We’ve all had that feeling of standing at the crossroads of life, not sure where to go next. Usually this sensation of confusion, helplessness and maybe even hope is driven by a drastic change in our lives.
For Roger Greenberg (Ben Stiller, “Night at the Museum: Battle of the Smithsonian”), the title protagonist in writer/director Noah Baumbach’s latest independent film, a failed career as a musician-turned-carpenter and a subsequent nervous breakdown that leads to a short stay at a mental institution brings about this feeling. In a recent conference call with Baumbach (“Margot at the Wedding,” “The Squid and the Whale”), Stiller and James Murphy of LCD Soundsystem fame, who wrote his first score for the film, discussed the making of the universally relatable “Greenberg.”
Known more for his characters in high profile comedies like “Tropic Thunder” and “Meet the Parents,” Stiller would appear at first glance to be an unusual casting for the more dramatic role of Greenberg. Baumbach, however, didn’t look at hiring Stiller so much as a different role as it was “Ben was the best person to play this.”
“I’ve always wanted someone who had a sense of humor to play this part,” Baumbach said. “There’s a lot of humor in it, although it’s not played for laughs. The more authentically portrayed the funnier it was going to be. And I’ve liked Ben since ‘The House of Blue Leaves’ (1987), the John Guare play, which I think was his first professional role.”
“It took you long enough to give me a call,” Stiller joked.
“You were busy for a while,” Baumbach quipped back.
It may have taken nearly 23 years, but Baumbach finally found the right role at the right time for Stiller, and the 44-year-old veteran actor couldn’t be happier about what he views as a once-in-a-lifetime opportunity.
“For me, I think there are four or five filmmakers that if you get a call from them as an actor you just basically say yes no matter what it is, and Noah is definitely one of those guys for me,” Stiller said. “Then it was just the chance to really work on something that was really just about the character and have the chance to work on something that was that deep in terms of the specificity of the writing was really exciting for me, so I just felt very fortunate to have that opportunity.”
With no job and no interest in finding one, Greenberg agrees to move from New York to Los Angeles to housesit for his more successful younger brother. In addition to trying to reconnect with his old friend and former bandmate and develop a relationship with his brother’s assistant, Greenberg spends his free time writing passive-aggressive letters to mega corporations like Starbucks, trying to convince businesses to conform to his irascible ideals. Although not originally written as voiceover, having Stiller read these letters “became almost a kind of score element in the movie,” according to Baumbach.
“There’s a lot of frustration and anger, and a lot of creative energy goes into [writing the letters],” Baumbach said. “But I found it something very funny, but also something kind of moving that someone would get so invested in letting these faceless corporations know how he felt about something after the fact. At the same time, there’s something totally feudal about it because it’s kind of spitting these things out into the ether.”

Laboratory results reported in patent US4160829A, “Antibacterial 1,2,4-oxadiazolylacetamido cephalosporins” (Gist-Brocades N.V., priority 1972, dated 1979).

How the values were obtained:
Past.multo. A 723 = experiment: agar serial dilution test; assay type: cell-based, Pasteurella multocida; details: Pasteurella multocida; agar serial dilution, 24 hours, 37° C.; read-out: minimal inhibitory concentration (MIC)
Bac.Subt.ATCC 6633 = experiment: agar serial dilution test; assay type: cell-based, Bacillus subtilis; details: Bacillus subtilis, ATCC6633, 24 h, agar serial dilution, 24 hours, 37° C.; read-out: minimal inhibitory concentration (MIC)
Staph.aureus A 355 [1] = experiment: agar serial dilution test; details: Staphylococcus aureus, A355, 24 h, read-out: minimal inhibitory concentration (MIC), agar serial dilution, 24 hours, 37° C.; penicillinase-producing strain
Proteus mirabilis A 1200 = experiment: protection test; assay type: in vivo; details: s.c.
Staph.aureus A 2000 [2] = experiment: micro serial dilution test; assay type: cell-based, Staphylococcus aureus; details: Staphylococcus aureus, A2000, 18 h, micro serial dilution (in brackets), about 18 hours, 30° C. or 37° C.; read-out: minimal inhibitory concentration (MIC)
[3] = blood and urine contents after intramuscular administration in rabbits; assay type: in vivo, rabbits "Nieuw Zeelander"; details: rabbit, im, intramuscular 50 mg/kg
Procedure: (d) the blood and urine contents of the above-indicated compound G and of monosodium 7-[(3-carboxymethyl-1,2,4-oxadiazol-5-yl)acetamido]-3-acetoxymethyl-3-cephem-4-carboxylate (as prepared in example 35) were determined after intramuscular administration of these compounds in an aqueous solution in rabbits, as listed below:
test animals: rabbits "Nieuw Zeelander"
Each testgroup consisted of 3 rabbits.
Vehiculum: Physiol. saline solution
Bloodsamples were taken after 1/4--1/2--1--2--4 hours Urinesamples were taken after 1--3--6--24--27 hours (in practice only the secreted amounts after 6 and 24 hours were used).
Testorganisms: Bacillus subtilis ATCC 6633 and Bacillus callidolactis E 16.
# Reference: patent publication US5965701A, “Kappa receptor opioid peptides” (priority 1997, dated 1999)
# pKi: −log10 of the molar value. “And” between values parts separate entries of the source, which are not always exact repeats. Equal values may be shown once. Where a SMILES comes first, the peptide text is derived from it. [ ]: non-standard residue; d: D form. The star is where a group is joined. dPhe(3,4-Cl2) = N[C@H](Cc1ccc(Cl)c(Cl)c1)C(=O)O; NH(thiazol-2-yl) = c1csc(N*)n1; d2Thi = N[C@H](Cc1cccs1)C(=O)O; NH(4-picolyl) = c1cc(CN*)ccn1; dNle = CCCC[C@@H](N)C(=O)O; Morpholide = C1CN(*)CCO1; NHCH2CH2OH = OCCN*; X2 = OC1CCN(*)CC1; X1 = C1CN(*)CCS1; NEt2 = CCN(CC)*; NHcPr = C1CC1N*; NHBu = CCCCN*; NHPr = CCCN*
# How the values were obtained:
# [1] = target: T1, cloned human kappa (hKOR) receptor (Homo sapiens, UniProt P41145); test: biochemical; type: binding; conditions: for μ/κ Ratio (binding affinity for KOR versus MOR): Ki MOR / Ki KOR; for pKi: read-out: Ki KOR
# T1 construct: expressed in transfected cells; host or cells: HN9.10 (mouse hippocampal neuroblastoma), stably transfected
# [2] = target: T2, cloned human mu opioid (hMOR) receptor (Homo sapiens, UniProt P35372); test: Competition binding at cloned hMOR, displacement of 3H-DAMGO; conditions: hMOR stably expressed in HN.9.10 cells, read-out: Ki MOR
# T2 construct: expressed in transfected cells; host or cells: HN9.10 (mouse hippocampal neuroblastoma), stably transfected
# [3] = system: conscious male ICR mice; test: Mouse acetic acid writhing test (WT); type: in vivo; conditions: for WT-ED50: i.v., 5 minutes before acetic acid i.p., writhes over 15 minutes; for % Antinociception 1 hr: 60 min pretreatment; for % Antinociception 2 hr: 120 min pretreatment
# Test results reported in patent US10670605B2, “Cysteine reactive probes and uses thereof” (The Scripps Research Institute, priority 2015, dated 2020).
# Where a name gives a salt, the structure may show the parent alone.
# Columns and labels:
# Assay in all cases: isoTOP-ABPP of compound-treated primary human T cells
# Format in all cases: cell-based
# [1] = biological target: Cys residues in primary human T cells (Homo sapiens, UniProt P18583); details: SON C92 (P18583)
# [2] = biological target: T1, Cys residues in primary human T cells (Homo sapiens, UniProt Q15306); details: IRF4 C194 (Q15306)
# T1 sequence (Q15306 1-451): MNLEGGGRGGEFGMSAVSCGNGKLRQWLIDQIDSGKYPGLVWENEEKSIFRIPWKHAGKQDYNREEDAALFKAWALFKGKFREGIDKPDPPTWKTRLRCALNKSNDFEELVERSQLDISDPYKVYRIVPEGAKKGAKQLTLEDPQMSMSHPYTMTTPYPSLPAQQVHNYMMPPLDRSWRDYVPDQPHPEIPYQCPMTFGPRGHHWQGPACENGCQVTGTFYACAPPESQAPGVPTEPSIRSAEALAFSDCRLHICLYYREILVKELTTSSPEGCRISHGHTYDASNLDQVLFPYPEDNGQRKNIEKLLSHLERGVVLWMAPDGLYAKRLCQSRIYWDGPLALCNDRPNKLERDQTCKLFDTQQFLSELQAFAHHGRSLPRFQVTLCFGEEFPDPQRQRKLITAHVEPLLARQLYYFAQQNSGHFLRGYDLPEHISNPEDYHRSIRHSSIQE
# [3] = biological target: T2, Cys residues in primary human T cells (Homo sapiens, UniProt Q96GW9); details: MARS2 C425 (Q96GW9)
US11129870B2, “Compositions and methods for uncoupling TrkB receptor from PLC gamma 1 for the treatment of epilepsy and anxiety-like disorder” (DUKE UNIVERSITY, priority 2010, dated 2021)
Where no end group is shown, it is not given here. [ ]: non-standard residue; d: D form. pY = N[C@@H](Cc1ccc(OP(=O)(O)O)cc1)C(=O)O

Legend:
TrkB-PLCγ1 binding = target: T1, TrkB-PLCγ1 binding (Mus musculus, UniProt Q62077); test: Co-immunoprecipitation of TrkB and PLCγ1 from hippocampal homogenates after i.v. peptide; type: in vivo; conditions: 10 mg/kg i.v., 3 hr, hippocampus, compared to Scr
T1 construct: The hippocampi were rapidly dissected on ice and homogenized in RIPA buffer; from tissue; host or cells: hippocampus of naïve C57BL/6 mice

While the voiceover of Greenberg reading his letters serves as a pseudo-score of sorts, one of the film’s highlights is the actual score written by Murphy. A drastic turn from the mix of dance music and punk that Murphy’s LCD Soundsystem is known for, the film’s soundtrack serves as “a backdrop for what’s happening and lets the emotions be done by the directing and the shooting and the acting,” Murphy said.
“The goal for me was to make music that works, that we liked, that seemed true to the characters and true to the movie and to make Noah happy,” Murphy said. “On a small level it always just seemed to go with our guts. It got remarkably more comfortable the more we did.”
If anything, Murphy certainly found a fan and friend in Baumbach.
“I loved everything James did that I kept trying to find places for it. Which was good because I used score more in this movie than I have in previous movies, partly inspired by just trying to find places for music that I really liked,” Baumbach said.
In the end, the intimate atmosphere on set among the cast and crew of this low budget, independent production resulted in a final product that audiences will be able to enjoy and relate to.
“I think everybody who was working on the movie was really dedicated to it and wanted to do the best they could because they respected the script so much and Noah,” Stiller said. “There’s a lot of camaraderie, there’s a feeling of we’re all connected to do the best we could all the way down to the camera people and crew.”
“Greenberg” opens in limited release on Friday, March 26.